IT was once be a dance hall and more recently housed a surf shop, and now a prime premises on Cecil Street has been turned into an artistic hub for crafts produced across the county.
With funding of €90,000 made available through Limerick’s year as City of Culture, the Limerick Craft Hub will officially opened its doors this Thursday night.
Already open a week, the centre is supporting 30 entrepreneurial crafts business in Limerick and the wider Mid-West region.
“We wanted to create a destination for craft in Limerick,” explained Claire Jordan, from Herbertstown and project manager of the hub, “for civic, cultural, educational and enterprise development”.
“We want to raise the level of craft availability in Limerick. It’s a very strong part of culture in Limerick that didn’t have a face or a voice.
“We have been getting lots of enquiries from people who want to sell their work here, and this is their shop window, as many artists can’t afford a building of their own,” she said.
“We’ve now developed a business model for a not-for-profit limited company, and hope to be a lasting, legacy project under City of Culture. We wish to continue long beyond December 31,” she told the Leader.
It is currently selling jewellery, artisan chocolates and foodstuffs, pottery, paintings, knitwear, felted scarves and hats, and handmade children’s toys made by local artists, some of whom are graduates are Limerick School of Art & Design, while many other products will be familiar from the Saturday market at the Milk Market.
In addition, they will be running classes for children and adults in many areas such as ceramics, felt-making, silver-smithing, silk painting, and chicken scratch emboidery, an American technique.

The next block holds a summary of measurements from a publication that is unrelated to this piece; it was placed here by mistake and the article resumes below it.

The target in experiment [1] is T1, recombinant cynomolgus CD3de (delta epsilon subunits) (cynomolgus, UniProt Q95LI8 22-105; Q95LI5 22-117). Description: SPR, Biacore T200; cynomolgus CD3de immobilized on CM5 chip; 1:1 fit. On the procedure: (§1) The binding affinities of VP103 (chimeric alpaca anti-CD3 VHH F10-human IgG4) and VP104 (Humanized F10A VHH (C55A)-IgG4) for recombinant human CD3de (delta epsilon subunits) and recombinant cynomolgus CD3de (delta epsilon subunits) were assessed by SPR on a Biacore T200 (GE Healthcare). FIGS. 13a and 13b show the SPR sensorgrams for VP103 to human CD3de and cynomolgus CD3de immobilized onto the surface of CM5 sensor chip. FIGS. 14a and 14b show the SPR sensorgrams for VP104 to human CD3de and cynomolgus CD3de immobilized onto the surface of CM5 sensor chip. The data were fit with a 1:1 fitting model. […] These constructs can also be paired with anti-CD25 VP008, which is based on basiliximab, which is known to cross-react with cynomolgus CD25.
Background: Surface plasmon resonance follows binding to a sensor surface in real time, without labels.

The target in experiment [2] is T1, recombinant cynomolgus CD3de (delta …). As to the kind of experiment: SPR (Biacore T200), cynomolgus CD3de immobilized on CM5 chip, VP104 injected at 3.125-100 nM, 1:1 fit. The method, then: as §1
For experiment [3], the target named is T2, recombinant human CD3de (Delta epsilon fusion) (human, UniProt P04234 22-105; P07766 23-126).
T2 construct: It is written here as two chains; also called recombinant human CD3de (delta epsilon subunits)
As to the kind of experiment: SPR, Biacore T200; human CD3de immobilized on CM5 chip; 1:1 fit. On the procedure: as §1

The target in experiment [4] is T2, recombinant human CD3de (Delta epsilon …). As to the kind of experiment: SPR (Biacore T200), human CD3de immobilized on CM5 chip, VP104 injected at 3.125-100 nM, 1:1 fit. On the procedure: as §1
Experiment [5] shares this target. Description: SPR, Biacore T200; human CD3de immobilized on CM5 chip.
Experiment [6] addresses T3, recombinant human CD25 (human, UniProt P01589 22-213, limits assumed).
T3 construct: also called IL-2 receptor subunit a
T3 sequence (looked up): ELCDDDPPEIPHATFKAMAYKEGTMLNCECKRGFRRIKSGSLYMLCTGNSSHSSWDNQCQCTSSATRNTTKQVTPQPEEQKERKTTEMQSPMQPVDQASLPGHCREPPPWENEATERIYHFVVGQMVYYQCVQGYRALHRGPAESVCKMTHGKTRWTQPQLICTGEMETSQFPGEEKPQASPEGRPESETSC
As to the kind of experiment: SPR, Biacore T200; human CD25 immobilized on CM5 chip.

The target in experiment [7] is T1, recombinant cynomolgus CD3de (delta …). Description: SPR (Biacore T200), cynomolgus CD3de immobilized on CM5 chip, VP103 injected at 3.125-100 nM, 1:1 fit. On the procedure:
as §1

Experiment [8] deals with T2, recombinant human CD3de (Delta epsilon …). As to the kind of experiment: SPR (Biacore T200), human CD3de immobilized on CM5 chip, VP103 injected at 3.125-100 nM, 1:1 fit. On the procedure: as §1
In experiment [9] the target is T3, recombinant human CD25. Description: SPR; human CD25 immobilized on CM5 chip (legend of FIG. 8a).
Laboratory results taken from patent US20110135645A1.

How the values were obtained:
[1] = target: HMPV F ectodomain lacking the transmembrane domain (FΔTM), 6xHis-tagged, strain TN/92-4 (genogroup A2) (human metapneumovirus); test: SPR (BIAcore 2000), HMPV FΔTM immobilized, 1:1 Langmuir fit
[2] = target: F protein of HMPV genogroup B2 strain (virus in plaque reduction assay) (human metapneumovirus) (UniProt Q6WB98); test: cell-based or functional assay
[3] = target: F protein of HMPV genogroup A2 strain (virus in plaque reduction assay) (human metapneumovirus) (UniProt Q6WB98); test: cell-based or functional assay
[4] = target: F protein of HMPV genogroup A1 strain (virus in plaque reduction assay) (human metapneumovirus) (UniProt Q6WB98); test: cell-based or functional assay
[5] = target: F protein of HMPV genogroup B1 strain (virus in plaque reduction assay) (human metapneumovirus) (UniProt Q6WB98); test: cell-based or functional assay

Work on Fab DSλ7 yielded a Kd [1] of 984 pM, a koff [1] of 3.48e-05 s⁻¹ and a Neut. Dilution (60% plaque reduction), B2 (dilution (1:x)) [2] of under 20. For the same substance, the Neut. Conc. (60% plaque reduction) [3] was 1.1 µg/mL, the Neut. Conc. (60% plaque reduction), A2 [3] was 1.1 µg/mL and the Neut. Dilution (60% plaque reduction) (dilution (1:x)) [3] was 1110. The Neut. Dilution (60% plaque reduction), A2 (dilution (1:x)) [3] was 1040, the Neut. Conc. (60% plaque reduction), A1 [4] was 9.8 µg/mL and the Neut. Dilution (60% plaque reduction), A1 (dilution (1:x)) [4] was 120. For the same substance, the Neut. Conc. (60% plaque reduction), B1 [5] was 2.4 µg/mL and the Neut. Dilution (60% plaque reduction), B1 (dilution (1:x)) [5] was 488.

It will also be home to the Limerick Ceramics exhibition opening in November.
Mike Fitzpatrick, director of Limerick City of Culture, said the hub “is an important and exciting legacy project for Limerick’s year as City of Culture.
“Working with over 30 local craft practitioners, it not only provides a retail outlet for the public to engage with handmade Limerick product but also a gallery, classroom and studio space to support development of craft in Limerick,” he said.
In the meantime, they are threading another unique project together as part of one of the biggest events of the year in Limerick.
As a giant grandmother prepares to stalk the streets of Limerick next month, a 40 to 50-foot scarf is being knit by the public in her honour at the hub.
Ahead of the arrival of the Royal de Luxe street theatre company, who will parade through the city from September 5 to 7, the hub is inviting people of all knitting capabilities to come and knit a row in Grandma’s scarf.
The first stitch was cast on Friday last by the textile craft makers, and the wool and needles are at the ready for people of all abilities to knit throughout the week.
All are welcome to join in the knitting session from 10am to 5.30pm, Monday to Saturday, and wool and knitting needles will be provided.
Knitter Jackie Devitt donated two huge bags of wool this week, which belonged to her mother Rose who sadly passed away this July, and Jackie said her mum would have been delighted that they are being put to good use.
People can also knit at home and all the work will be stitched together in the coming weeks.
“All the pieces will be knitted together to embrace the whole community. It will be a colourful eclectic mix, and a reflection of all the different parts of our community,” added Ms Jordan.
Custom-made pieces can also be requested in store.
Further information from 061-315668 or online at www.limerickcrafthub.ie, Facebook/limerickcrafthub, or Twitter: @LimCraftHub.